PFEIFFER: I would say if it was not them, it would have been, again, somebody equally as high or higher who would have been issuing that order. I don't frankly recall the exact procedure if we needed a written memorandum from one of those senior officials in order to do it when I was there. But, it would have been a small group of people that would have known about the existence of the database that would have known about -- that would have been able to authorize moving that material over there.
White House council being involved seems very unusual. I can't recall a time in my time at the White House where White House council was making decisions about what should or shouldn't be in that database.
CAMEROTA: Yes. I mean, when you say higher up, them, do you mean the president would have to have asked for it?
PFEIFFER: Yes. He may not have said, oh, please go put this in that highly sensitive enclave that we have in the NSC's directive (ph) of intel programs, but he may have said, hey, this thing needs to be buttoned down. Go do that. Go button it down however you need to do it. I could see that being possible.
CAMEROTA: Now that you know or that the whistleblower alleges that it was transferred to this other computer network, is that, to your mind, a cover-up?
PFEIFFER: I'm probably not the most qualified guy from a legal perspective to make that judgment call. But, clearly, it was an effort on the part of people in the White House to prevent this material from being broadly -- more broadly disseminated, even to the small group of people that would normally get presidential phone call transcripts.
[07:50:08] It does actually even raise questions as to whether there might have been senior people in the White House who didn't want this material to be seen out of a concern for what the president was saying.
CAMEROTA: Larry Pfeiffer, again, we really appreciate your expertise. Thank you so much for being here with us on NEW DAY.
PFEIFFER: You bet. Thanks, Alisyn.
BERMAN: All right. So whistleblowers have played a critical role in exposing some of the nation's biggest scandals and, frankly, changing history. That's next.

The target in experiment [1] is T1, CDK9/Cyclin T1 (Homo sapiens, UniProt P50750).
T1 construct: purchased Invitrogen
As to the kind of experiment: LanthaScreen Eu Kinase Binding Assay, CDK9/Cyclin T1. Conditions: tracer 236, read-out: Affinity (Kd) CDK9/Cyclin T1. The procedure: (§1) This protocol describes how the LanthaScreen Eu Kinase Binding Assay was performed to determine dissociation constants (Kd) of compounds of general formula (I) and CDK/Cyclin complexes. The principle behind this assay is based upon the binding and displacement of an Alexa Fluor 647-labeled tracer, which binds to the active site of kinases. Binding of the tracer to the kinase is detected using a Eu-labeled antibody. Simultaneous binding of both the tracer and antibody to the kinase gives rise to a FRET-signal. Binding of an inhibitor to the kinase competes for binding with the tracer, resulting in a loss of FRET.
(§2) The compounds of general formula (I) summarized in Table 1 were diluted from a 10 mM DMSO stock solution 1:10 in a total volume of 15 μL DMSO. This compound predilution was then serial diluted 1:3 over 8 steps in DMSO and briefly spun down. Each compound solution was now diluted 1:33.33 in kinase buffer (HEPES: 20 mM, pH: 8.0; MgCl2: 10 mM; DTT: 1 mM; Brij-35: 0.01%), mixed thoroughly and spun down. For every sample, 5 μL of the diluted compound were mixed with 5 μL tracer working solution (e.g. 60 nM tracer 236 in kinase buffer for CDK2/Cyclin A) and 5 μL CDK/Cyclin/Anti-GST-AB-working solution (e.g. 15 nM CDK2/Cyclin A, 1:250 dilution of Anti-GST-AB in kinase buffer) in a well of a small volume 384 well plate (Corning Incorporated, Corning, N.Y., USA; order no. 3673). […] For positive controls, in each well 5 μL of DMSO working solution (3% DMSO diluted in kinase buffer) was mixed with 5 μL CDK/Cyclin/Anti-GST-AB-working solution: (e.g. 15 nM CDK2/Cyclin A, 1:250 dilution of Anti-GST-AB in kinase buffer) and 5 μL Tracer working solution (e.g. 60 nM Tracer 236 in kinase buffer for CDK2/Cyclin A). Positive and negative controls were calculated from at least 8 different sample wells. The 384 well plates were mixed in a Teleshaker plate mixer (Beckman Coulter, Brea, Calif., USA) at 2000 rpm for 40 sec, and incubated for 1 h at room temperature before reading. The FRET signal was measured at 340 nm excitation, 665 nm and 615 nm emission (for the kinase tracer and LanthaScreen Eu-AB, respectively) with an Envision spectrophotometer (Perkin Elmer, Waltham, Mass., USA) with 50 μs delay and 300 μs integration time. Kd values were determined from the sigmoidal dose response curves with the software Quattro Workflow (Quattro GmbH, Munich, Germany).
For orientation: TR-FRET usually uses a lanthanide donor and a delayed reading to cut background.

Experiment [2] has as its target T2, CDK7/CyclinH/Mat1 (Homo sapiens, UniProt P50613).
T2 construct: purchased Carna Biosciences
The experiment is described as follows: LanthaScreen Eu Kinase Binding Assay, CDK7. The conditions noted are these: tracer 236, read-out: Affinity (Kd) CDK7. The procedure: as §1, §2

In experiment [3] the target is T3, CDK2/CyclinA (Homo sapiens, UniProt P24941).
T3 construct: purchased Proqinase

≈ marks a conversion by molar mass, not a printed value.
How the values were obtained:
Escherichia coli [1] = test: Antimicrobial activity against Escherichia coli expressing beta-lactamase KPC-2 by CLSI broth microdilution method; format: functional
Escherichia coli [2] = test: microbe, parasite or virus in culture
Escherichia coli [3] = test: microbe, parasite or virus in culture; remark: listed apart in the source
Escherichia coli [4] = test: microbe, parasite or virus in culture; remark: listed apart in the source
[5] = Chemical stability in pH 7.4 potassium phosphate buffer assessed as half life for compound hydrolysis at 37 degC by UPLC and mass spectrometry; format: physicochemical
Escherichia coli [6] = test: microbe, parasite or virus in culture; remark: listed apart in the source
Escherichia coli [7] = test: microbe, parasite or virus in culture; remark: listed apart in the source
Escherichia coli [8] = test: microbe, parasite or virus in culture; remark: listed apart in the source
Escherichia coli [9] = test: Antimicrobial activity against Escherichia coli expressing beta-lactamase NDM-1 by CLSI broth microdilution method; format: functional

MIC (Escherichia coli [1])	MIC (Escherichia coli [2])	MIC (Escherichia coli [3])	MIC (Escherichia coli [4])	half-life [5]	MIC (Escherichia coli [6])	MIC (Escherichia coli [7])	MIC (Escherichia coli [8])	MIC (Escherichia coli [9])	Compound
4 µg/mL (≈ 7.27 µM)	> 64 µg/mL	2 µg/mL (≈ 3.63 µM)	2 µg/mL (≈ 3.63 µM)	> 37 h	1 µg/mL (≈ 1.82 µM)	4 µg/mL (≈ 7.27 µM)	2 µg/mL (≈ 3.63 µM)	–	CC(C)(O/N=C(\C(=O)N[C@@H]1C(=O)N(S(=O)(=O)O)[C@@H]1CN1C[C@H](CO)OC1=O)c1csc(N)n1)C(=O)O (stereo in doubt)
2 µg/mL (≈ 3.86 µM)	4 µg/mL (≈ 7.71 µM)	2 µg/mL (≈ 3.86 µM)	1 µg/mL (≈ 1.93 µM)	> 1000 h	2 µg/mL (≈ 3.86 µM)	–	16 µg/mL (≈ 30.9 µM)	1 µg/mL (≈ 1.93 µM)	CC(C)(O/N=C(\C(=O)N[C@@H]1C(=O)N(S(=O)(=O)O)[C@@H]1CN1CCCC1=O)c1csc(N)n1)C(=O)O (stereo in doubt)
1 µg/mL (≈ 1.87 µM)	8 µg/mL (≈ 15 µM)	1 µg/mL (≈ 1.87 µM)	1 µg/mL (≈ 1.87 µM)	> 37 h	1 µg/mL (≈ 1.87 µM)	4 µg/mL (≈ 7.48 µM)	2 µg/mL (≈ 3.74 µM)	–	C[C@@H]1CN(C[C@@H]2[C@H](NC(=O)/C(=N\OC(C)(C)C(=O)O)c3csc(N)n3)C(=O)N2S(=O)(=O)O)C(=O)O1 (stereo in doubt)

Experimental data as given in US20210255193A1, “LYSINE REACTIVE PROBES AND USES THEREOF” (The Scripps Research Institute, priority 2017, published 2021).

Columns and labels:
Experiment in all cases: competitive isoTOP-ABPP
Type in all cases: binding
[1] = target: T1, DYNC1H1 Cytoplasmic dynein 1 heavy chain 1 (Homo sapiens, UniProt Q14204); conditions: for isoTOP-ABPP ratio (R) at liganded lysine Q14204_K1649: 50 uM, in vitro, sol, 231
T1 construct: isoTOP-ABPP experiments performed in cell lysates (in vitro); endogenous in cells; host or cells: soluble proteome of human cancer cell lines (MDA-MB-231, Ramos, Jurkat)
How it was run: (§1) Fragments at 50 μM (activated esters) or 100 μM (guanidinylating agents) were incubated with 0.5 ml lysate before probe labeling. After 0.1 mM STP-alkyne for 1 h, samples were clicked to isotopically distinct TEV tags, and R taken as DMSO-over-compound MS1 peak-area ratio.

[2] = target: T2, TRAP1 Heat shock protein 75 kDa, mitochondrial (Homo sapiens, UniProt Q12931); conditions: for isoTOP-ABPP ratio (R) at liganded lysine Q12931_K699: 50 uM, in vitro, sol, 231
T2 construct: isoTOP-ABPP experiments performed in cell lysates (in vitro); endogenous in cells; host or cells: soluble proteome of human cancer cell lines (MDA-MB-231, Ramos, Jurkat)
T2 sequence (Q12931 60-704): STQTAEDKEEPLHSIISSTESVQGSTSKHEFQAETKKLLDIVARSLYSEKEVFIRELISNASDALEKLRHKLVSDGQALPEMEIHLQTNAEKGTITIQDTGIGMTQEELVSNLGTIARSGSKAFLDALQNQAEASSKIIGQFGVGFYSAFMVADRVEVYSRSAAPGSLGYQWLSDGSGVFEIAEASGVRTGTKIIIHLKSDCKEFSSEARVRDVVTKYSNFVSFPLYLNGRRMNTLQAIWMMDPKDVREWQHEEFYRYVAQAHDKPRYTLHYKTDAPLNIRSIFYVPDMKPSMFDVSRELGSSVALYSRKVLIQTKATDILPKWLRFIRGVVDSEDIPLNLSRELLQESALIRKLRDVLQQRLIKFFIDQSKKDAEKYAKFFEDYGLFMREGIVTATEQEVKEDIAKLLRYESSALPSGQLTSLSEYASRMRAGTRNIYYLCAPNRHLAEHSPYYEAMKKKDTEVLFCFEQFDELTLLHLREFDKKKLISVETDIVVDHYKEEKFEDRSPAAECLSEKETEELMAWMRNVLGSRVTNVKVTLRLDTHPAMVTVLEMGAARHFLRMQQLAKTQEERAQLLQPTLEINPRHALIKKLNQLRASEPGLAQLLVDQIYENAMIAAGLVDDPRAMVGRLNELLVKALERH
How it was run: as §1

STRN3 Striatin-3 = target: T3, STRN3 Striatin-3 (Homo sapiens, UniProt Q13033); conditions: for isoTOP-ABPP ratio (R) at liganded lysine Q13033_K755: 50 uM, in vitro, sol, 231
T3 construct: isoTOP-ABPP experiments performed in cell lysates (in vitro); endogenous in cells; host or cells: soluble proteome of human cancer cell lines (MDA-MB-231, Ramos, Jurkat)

[07:55:13] BERMAN: Laugh break. The late-night comics, they had a lot to say as you might imagine about the whistleblower saga and the impeachment investigation. Here are your late-night laughs.
(BEGIN VIDEO CLIP)
JAMES CORDEN, THE LATE LATE SHOW WITH JAMES CORDEN HOST: Now, perhaps the biggest bombshell to come out of the whistleblower's complaint is the fact that White House lawyers were so concerned about Trump's phone call with the Ukraine that they hid the transcript in a top- secret computer system. They hid Trump's embarrassing communications, which is weird, because they know that we can all see his tweets, right?
TREVOR NOAH, THE DAILY SHOW WITH TREVOR NOAH HOST: White House officials heard the phone call and then moved the record of it from its normal computer to a more private server so that nobody would see it. And, yes, this is a new scandal about a private server. Hashtag, throwback Thursday.
Wouldn't it be nice if this was the meet cute that brought Trump and Hillary together, you know? Like he just calls her up like, I finally understand you, crooked Hillary.
STEPHEN COLBERT, THE LATE SHOW WITH STEPHEN COLBERT HOST: A different computer server? Is everything Trump accuses someone else of something he's done? He used a secret computer server. He colluded with Ukraine. He probably cheated on Robert Pattinson. Robert, you can do so much better.
(END VIDEO CLIP)
BERMAN: I mean, honestly, who doesn't love a good "Twilight" reference?
CAMEROTA: No, that's right. That's all good.
CAMEROTA: It's all good. The material writes itself.